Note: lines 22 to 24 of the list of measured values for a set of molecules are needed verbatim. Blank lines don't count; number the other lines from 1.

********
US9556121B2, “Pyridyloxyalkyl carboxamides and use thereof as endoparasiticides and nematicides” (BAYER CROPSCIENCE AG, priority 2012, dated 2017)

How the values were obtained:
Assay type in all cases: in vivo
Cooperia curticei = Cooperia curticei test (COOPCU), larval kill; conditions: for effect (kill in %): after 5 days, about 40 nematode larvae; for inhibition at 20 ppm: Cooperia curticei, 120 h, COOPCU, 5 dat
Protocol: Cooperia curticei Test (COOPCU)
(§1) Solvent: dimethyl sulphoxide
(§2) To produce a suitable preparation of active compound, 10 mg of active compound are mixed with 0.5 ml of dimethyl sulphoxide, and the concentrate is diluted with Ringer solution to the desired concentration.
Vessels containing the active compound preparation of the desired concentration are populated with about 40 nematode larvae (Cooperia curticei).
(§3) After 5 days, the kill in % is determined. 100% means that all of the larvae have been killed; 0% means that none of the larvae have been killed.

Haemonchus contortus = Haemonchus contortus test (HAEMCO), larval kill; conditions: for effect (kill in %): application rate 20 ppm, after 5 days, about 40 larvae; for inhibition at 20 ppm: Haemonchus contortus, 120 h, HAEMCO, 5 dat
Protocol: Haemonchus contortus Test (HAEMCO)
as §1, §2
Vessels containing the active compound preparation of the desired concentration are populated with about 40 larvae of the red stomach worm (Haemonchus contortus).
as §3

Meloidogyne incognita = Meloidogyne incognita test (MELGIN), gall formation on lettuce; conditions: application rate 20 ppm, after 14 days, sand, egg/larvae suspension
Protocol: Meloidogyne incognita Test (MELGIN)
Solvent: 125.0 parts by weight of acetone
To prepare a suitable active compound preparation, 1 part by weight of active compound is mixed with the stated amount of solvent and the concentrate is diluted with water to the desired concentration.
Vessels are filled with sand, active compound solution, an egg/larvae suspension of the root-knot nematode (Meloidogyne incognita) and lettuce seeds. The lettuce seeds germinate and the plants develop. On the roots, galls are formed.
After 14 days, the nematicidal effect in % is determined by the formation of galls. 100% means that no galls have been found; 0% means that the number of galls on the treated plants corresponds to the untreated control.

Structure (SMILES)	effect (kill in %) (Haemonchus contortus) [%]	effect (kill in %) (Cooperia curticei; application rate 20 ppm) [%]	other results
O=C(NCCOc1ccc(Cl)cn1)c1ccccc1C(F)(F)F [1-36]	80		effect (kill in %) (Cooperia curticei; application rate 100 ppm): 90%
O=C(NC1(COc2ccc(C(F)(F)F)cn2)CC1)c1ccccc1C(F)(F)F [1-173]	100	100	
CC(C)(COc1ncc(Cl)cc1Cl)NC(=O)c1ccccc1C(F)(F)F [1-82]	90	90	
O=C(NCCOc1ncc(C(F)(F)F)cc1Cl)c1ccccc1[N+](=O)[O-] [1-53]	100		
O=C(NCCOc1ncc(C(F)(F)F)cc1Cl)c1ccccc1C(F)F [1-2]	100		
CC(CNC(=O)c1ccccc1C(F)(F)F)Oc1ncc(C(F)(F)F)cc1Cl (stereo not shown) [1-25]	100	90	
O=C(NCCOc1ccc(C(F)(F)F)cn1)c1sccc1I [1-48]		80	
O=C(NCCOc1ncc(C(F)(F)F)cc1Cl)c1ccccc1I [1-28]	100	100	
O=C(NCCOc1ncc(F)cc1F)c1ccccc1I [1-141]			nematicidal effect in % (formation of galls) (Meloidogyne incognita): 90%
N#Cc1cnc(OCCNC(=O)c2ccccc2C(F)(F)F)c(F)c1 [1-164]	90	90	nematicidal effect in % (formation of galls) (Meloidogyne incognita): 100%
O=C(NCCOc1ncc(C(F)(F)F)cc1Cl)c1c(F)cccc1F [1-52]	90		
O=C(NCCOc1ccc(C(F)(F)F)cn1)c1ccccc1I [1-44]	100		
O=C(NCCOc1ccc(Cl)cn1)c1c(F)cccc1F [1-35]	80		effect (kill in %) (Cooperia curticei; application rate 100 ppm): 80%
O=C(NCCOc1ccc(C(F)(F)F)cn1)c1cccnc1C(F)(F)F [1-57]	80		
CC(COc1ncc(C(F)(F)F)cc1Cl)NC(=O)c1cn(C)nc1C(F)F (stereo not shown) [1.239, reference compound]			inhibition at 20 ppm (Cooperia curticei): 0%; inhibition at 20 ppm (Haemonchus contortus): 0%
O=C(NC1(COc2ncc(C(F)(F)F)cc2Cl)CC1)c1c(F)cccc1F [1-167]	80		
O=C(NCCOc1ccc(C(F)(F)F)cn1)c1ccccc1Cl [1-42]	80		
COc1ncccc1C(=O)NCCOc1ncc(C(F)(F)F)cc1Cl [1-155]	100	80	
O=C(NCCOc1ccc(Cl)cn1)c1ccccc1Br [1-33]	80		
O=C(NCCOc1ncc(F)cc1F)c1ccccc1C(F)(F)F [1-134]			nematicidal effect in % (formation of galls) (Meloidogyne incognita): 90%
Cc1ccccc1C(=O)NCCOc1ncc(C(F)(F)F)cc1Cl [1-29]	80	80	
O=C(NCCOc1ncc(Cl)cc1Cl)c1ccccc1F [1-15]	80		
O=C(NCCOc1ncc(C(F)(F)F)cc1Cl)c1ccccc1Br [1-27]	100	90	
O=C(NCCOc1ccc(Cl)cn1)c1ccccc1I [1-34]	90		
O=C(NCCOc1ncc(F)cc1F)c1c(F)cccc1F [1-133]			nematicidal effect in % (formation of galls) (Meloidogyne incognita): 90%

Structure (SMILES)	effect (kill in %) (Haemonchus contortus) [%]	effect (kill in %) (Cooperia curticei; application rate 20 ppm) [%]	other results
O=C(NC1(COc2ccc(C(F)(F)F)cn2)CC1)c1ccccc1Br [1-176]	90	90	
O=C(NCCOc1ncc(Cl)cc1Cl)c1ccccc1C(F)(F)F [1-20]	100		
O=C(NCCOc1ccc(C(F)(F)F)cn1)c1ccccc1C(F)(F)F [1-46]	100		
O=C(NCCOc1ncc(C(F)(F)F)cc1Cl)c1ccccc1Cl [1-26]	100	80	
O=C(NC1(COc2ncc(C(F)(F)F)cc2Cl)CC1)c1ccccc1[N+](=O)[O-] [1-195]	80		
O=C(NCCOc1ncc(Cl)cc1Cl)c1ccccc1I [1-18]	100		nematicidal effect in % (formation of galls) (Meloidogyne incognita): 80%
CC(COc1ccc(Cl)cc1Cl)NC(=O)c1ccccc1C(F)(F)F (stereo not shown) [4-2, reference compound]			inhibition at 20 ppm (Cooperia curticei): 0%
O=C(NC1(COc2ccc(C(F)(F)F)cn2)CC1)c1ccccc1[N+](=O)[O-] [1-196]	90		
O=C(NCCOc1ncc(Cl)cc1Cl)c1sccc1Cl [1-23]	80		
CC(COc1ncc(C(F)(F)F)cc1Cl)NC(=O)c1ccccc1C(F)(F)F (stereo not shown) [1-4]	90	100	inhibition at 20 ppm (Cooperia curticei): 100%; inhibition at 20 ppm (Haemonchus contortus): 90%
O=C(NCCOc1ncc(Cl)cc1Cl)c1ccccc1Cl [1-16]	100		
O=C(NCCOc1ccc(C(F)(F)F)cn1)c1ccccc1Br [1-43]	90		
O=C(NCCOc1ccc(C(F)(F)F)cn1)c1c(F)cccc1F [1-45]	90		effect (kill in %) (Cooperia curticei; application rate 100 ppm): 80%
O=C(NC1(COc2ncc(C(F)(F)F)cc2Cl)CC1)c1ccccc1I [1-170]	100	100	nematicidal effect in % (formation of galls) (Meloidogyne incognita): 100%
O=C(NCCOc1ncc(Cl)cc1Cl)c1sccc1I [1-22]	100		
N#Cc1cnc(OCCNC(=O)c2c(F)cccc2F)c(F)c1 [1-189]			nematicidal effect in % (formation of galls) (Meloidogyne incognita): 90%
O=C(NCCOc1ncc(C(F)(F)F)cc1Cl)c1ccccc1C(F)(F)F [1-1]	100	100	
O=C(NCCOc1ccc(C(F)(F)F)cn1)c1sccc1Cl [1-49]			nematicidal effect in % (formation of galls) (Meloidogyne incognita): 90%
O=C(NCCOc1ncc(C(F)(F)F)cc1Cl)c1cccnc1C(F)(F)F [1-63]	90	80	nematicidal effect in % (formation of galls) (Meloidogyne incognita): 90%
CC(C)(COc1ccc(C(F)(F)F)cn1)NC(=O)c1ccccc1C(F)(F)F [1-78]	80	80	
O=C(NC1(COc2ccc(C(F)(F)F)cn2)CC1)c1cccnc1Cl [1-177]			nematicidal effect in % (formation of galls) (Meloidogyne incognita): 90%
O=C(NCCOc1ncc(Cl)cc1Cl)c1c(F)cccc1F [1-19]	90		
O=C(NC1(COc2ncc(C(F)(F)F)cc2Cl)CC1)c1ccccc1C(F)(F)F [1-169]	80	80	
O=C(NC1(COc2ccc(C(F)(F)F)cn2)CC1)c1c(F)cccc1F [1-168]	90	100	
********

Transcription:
O=C(NCCOc1ccc(Cl)cn1)c1ccccc1C(F)(F)F [1-36]	80		effect (kill in %) (Cooperia curticei; application rate 100 ppm): 90%
O=C(NC1(COc2ccc(C(F)(F)F)cn2)CC1)c1ccccc1C(F)(F)F [1-173]	100	100	
CC(C)(COc1ncc(Cl)cc1Cl)NC(=O)c1ccccc1C(F)(F)F [1-82]	90	90	